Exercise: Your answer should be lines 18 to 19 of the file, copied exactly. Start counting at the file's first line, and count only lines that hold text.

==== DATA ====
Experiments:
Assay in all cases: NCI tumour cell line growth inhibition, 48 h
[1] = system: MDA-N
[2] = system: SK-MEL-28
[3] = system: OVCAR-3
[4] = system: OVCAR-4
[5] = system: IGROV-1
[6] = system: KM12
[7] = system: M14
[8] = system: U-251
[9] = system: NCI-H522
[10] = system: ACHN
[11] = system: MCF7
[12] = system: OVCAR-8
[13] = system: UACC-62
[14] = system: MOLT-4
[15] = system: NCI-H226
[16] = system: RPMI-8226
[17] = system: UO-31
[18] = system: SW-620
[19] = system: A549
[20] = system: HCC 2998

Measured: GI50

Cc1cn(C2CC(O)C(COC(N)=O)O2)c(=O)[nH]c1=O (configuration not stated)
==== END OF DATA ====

[16] = system: RPMI-8226
[17] = system: UO-31